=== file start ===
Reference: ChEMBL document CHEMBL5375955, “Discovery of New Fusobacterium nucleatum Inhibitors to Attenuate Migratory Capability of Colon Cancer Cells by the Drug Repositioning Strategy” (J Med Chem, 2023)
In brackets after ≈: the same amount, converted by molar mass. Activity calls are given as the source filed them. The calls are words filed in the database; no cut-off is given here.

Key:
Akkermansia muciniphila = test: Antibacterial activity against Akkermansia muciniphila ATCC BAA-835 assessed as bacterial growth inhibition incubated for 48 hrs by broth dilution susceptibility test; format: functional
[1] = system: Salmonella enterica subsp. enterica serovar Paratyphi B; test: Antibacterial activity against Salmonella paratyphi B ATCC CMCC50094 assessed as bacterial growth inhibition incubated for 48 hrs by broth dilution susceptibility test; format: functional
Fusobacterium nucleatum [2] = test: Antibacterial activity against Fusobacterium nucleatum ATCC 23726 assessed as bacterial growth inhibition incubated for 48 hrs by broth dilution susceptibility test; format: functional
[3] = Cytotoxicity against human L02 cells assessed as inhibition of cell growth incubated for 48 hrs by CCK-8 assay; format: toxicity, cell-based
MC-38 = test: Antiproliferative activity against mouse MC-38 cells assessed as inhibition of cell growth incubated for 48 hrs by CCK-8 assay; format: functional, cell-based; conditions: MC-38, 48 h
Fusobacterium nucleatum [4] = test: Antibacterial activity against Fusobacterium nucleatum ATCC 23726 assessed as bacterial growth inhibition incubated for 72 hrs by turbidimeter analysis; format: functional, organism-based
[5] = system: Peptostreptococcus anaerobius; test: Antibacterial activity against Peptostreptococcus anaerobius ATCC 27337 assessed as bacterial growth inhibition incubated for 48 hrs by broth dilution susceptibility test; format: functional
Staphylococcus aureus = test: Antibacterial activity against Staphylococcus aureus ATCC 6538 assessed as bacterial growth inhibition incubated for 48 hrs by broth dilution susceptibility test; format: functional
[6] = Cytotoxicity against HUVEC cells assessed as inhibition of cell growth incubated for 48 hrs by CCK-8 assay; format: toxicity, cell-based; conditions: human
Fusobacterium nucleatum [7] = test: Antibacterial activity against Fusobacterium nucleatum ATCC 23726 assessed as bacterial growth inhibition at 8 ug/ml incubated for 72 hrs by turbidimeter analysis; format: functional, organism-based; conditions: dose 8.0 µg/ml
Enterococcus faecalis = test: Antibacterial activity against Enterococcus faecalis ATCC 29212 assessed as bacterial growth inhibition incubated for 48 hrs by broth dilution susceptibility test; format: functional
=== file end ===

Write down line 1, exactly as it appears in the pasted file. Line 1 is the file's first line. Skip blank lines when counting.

Reference: ChEMBL document CHEMBL5375955, “Discovery of New Fusobacterium nucleatum Inhibitors to Attenuate Migratory Capability of Colon Cancer Cells by the Drug Repositioning Strategy” (J Med Chem, 2023)